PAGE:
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Jason Fiscina Is The New Head Coach For The U.S. Men's National Amputee Soccer Team

Updated: Mar 5



The American Amputee Soccer Association has appointed a new United States Men’s National Team Head Coach, Jason Fiscina.


Fiscina assumes the role having achieved remarkable success building Five Towns College’s inaugural soccer program, leading the Men’s Team to a hat-trick of consecutive regular season titles and a Conference Championship during his five years in Dix Hills, New York. Earning three successive qualifications to the USCAA National Tournament, he guided the Sound to #1 ranking in the country, reaching the National Final in 2021, and was named the National Coach of the Year.


To accompany his on-field success, the 34-year-old holds a proven track record of developing talent across the sporting landscape, as a successful former basketball coach with Molloy College. Deeply passionate about inspiring others, he is also currently employed as a Special Education Teacher at the NYC Department of Education, gaining a Master’s Degree in Childhood Special Education in 2015.


Boasting a glittering resume, Fiscina was highly recommended for the National Team’s Head Coaching position and is excited by the prospect of identifying talent and developing players that will ultimately take the Men’s Team to the next level, targeting trophy contention at the 2026 World Cup.


“I am excited to get started on another part of my coaching journey, and I think it's going to be a great opportunity to extend my coaching,” he said. “I think with my passion for motivating, and wanting to bring the most out of others, there’s no better organization in what the AASA are doing every single day.


“I think soccer is the ultimate team sport. I started playing when I was six, and I just fell in love with it. I love the team camaraderie, the passion you get when you’re on the field, working with your teammates. It’s been a big part of my life, and it’s taught me life lessons that go beyond the soccer field.


“I feel that for the team, and the sport, things are only going to go up from here. I think the sport is going to explode - the media attention has grown so much, and anything we can do to get these athletes in front of people will be a home run.”


Fiscina succeeds current AASA President Dr. Eric Lamberg, who led the national team as the Head Coach for 10 years, during which he helped transform the sport across the US. Taking the reins ahead of the 2014 World Cup in Culiacan, Mexico, Dr. Lamberg significantly increased opportunities for participation, expanding the country’s player pool, and steered the National Team to become a competitive force on the global stage.


Sharing his thoughts on Fiscina’s appointment, he hailed the new Head Coach as the ideal candidate and believes the squad and the sport will thrive under his stewardship.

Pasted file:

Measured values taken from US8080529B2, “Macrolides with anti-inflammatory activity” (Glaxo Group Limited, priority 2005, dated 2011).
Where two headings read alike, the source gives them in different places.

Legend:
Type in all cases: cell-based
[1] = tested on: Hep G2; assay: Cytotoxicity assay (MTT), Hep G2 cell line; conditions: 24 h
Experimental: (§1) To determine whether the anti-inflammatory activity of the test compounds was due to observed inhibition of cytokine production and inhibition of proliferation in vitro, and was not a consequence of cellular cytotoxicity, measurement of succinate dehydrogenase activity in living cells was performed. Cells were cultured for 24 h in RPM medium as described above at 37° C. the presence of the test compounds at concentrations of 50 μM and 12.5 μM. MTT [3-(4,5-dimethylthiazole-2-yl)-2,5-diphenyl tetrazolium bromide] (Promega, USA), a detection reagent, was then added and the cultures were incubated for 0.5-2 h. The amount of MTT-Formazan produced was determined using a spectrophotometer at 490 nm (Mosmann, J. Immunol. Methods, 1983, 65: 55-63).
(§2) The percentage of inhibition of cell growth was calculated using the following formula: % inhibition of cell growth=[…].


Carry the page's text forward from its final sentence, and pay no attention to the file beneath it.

“Jason has demonstrated the ability to grow a program and to institute high standards for himself and those around him, with the ultimate goal of shared success,” he commented. “Jason has a tremendous amount of energy and we are excited to welcome him to our family and for him to bring that passion here to work collaboratively with players, staff and the AASA.”


Employing a possession-based soccer philosophy, Fiscina enjoys the tactical side of the game, but is driven by the desire to unlock opportunity so that athletes can reach their full potential.


“My proudest moment personally is being a father to two beautiful girls, Lauren and Madelyn,” he added. “Professionally, my proudest moment is building Five Towns College into a National contender, and in the 2021 season, winning a Conference Championship - making it to the National Finals, coaching a few [USCAA] All-Americans, coaching a National Player of the Year [Steven Paguada], and watching our student athletes graduate - many being the first in their families to graduate from college.”


He added: “For me, all great teams become a family. This originated from Coach P.J. Fleck at the University of Minnesota, but we defined ‘F.A.M.I.L.Y’ as ‘Forget About Me, I Love You’, and we show love through how much we sacrifice for each other every single day. A team that is a family is connected on the field - they’re able to deal with adversity, tough times, just like any family does.


“The goal is that we are going to play as a unit. We are going to instill core values of things that include communication, working hard, and picking up for our teammates. I also believe in the idea of ‘seven hearts beating as one’ - that no one player is bigger than the team. Everyone is connected - we win together, we lose together; we celebrate together, we cry together. That’s how I want our team to play.


“I believe this team is going places. It’s going to be very exciting, and it’s important that we understand that we’re going to achieve great things.”

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